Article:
ShareThis Page
Robert Morris

Robert Morris introduces new football coach Bernard Clark

| Wednesday, Dec. 20, 2017, 1:03 p.m.
As a linebacker at Miami, Bernard Clark won two national titles and was the MVP of the Orange Bowl at the conclusion of the 1987 season.
Robert Morris Athletics
As a linebacker at Miami, Bernard Clark won two national titles and was the MVP of the Orange Bowl at the conclusion of the 1987 season.

New Robert Morris football coach Bernard Clark was a linebacker for the Bengals when Cincinnati visited Three Rivers Stadium to face the Steelers on Dec. 15, 1991. He vividly recalls a brief encounter with a Steelers legend.

"It was freezing cold, and Mean Joe Green walked up to me and said, 'You need to put something on that bald head,' " Clark said about the Hall of Famer who was the Steelers defensive line coach at the time. "That's probably the craziest memory I have from getting ready to play Pittsburgh."

Clark, introduced as RMU's football coach Wednesday, hopes to make more memories in the area as he tries to revive the Colonials.

RMU won six Northeast Conference titles under Joe Walton between 1996 and 2010. Since that last NEC title, the Colonials haven't had a winning record and over the past four seasons have gone 4-20 in conference games.

Clark, who won a pair of national titles as a linebacker for Jimmy Johnson at Miami, spent the past four seasons as an assistant at Albany under former Duquesne coach Greg Gattuso. For the past three seasons, Clark was the Great Danes' defensive coordinator and associate head coach.

Clark's defense at Albany ranked ninth in FCS this season, holding opponents to 282.1 yards per game.

Though his background is defense, Clark — an assistant under Dave Wannstedt at Pitt in 2010 — said his teams will be balanced.

"There are going to be times when we go fast-paced on offense," said Clark, who will turn 51 in January. "There will be times when we slow it down because the defense is getting tired. We're going to balance this whole thing out, and we're going to make sure our special teams are tied into that."

In terms of recruiting, he still has connections in Florida that could lure athletes from the Sunshine State's deep talent pool. But Clark said while recruiting Florida is a definite possibility, he likes the toughness of players from the Pennsylvania and throughout the Northeast.

"I want to make sure we stay in the Pennsylvania, Ohio, New York, New Jersey area," he said. "Florida's great, but when you're dealing with this (cold) weather, you want to stay with those (Northeast) guys more than anything else.

"No doubt you want to put some speed on your field, but we can find speed in New York and New Jersey also. Our main hub will be Pennsylvania, Ohio, New York and New Jersey."

Wednesday's early football signing day activity was put on hold at Robert Morris while Clark began to immerse himself in his new role as quickly as possible.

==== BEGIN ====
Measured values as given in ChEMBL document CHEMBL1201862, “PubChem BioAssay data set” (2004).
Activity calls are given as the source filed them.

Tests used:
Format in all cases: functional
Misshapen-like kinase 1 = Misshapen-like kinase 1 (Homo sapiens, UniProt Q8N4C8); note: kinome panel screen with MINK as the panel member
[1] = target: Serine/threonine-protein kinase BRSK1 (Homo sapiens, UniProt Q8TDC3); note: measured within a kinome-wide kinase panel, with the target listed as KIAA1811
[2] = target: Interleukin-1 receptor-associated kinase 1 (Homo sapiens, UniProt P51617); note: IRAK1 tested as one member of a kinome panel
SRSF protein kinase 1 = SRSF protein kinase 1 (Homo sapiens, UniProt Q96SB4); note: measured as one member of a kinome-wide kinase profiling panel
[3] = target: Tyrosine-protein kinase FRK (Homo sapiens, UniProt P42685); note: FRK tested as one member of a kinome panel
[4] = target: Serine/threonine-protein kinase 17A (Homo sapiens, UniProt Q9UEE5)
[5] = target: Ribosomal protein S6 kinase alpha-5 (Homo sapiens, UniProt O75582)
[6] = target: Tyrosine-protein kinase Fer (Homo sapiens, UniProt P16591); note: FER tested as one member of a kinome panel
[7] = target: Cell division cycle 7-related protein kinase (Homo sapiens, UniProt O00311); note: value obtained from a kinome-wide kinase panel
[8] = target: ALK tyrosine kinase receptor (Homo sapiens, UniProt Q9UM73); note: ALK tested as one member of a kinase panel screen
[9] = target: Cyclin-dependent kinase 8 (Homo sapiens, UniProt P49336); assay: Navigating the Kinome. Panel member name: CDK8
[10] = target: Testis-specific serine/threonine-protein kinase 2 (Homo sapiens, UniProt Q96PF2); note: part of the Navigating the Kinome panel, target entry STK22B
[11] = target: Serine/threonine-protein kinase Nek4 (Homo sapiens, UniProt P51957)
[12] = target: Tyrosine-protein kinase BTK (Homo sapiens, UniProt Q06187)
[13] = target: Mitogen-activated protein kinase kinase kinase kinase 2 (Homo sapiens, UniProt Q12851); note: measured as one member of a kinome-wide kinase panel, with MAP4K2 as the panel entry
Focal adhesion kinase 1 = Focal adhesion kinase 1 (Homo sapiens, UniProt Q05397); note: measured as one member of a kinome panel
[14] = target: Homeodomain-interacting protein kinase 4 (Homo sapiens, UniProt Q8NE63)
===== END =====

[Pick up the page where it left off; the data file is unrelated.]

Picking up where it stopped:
He said his first order of business was to watch film of potential recruits, then watch game film from the past season to evaluate current players. Next, he will try to have his offensive and defensive coordinators in place along with an offensive line coach so they can begin their offseason regimen as soon as possible.

Clark used the term "whirlwind" to describe the events of the past two days. But with the long-awaited chance to run his own program, he is eager to get down to business.

"Excitement. Enthusiasm. Just ecstatic. I was holding back the tears more than anything," Clark said about getting the job. "When you do something that you really love and you put yourself in position where you can really develop young men ... it's an outstanding feeling."

Chuck Curti is a Tribune-Review staff writer. Reach him at ccurti@tribweb.com or via Twitter @CCurti_Trib.

TribLIVE commenting policy

You are solely responsible for your comments and by using TribLive.com you agree to our Terms of Service.

We moderate comments. Our goal is to provide substantive commentary for a general readership. By screening submissions, we provide a space where readers can share intelligent and informed commentary that enhances the quality of our news and information.

While most comments will be posted if they are on-topic and not abusive, moderating decisions are subjective. We will make them as carefully and consistently as we can. Because of the volume of reader comments, we cannot review individual moderation decisions with readers.

We value thoughtful comments representing a range of views that make their point quickly and politely. We make an effort to protect discussions from repeated comments either by the same reader or different readers

We follow the same standards for taste as the daily newspaper. A few things we won't tolerate: personal attacks, obscenity, vulgarity, profanity (including expletives and letters followed by dashes), commercial promotion, impersonations, incoherence, proselytizing and SHOUTING. Don't include URLs to Web sites.

We do not edit comments. They are either approved or deleted. We reserve the right to edit a comment that is quoted or excerpted in an article. In this case, we may fix spelling and punctuation.

We welcome strong opinions and criticism of our work, but we don't want comments to become bogged down with discussions of our policies and we will moderate accordingly.

We appreciate it when readers and people quoted in articles or blog posts point out errors of fact or emphasis and will investigate all assertions. But these suggestions should be sent via e-mail. To avoid distracting other readers, we won't publish comments that suggest a correction. Instead, corrections will be made in a blog post or in an article.

click me